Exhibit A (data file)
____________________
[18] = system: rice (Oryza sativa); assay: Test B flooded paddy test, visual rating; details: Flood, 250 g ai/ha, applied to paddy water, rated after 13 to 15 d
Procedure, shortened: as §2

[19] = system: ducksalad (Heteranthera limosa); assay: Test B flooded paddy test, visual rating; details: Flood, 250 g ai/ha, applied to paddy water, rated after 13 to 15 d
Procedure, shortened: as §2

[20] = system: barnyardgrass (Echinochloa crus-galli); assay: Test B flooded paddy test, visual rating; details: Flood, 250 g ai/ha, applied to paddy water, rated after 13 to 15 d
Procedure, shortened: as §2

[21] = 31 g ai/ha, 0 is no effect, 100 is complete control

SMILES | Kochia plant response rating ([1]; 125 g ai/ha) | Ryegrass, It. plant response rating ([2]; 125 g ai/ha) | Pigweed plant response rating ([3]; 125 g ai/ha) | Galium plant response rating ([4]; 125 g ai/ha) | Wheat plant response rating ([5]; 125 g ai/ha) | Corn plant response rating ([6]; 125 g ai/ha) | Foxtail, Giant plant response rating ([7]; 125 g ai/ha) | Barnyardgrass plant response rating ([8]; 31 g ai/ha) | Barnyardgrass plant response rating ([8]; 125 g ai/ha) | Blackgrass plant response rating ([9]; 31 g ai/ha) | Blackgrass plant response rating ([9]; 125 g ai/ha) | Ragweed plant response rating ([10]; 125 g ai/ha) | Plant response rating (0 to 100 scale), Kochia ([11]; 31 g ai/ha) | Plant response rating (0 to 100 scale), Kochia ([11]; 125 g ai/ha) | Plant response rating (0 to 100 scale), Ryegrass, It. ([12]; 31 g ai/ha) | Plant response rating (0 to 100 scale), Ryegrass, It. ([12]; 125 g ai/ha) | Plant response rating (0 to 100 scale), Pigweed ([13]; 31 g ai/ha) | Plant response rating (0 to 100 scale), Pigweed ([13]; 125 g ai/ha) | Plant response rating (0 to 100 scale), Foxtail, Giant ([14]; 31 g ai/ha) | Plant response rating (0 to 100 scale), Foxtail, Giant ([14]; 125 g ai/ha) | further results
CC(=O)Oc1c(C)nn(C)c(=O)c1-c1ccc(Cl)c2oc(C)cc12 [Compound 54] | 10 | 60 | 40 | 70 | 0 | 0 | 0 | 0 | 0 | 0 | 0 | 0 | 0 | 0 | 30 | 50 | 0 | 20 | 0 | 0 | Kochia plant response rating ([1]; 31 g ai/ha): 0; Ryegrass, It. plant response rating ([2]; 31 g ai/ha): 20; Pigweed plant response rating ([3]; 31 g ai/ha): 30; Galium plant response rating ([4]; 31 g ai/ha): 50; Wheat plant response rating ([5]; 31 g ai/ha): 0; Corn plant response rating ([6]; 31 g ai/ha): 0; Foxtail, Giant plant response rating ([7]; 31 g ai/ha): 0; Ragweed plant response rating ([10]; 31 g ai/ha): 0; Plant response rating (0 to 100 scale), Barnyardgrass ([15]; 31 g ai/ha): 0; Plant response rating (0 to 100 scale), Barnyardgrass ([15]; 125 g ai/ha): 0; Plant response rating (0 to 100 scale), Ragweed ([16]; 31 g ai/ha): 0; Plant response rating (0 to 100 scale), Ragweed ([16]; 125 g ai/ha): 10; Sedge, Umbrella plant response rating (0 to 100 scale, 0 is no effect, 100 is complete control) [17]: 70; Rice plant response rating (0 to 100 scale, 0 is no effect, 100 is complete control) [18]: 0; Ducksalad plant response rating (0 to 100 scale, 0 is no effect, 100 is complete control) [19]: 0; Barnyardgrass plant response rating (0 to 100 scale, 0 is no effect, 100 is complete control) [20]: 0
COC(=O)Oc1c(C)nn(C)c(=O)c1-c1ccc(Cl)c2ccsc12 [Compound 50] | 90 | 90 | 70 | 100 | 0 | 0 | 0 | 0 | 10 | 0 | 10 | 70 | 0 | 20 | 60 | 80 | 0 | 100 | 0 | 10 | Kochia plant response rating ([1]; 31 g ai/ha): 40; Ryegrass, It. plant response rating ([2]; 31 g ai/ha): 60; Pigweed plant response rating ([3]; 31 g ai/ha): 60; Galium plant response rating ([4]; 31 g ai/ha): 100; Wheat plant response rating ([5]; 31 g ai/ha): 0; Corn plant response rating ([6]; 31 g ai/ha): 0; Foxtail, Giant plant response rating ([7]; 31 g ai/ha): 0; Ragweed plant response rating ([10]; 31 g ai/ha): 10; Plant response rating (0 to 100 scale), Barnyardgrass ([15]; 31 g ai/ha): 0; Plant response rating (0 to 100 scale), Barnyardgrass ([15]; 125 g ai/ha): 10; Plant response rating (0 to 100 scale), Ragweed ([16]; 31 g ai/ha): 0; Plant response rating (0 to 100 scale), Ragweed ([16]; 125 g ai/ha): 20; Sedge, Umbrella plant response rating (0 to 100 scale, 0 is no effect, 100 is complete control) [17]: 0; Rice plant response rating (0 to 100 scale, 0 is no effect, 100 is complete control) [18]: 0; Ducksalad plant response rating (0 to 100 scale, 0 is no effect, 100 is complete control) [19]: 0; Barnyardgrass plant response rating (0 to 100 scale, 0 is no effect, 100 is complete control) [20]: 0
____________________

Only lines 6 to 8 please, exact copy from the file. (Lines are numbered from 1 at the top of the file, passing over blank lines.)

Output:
Procedure, shortened: as §2

[21] = 31 g ai/ha, 0 is no effect, 100 is complete control

SMILES | Kochia plant response rating ([1]; 125 g ai/ha) | Ryegrass, It. plant response rating ([2]; 125 g ai/ha) | Pigweed plant response rating ([3]; 125 g ai/ha) | Galium plant response rating ([4]; 125 g ai/ha) | Wheat plant response rating ([5]; 125 g ai/ha) | Corn plant response rating ([6]; 125 g ai/ha) | Foxtail, Giant plant response rating ([7]; 125 g ai/ha) | Barnyardgrass plant response rating ([8]; 31 g ai/ha) | Barnyardgrass plant response rating ([8]; 125 g ai/ha) | Blackgrass plant response rating ([9]; 31 g ai/ha) | Blackgrass plant response rating ([9]; 125 g ai/ha) | Ragweed plant response rating ([10]; 125 g ai/ha) | Plant response rating (0 to 100 scale), Kochia ([11]; 31 g ai/ha) | Plant response rating (0 to 100 scale), Kochia ([11]; 125 g ai/ha) | Plant response rating (0 to 100 scale), Ryegrass, It. ([12]; 31 g ai/ha) | Plant response rating (0 to 100 scale), Ryegrass, It. ([12]; 125 g ai/ha) | Plant response rating (0 to 100 scale), Pigweed ([13]; 31 g ai/ha) | Plant response rating (0 to 100 scale), Pigweed ([13]; 125 g ai/ha) | Plant response rating (0 to 100 scale), Foxtail, Giant ([14]; 31 g ai/ha) | Plant response rating (0 to 100 scale), Foxtail, Giant ([14]; 125 g ai/ha) | further results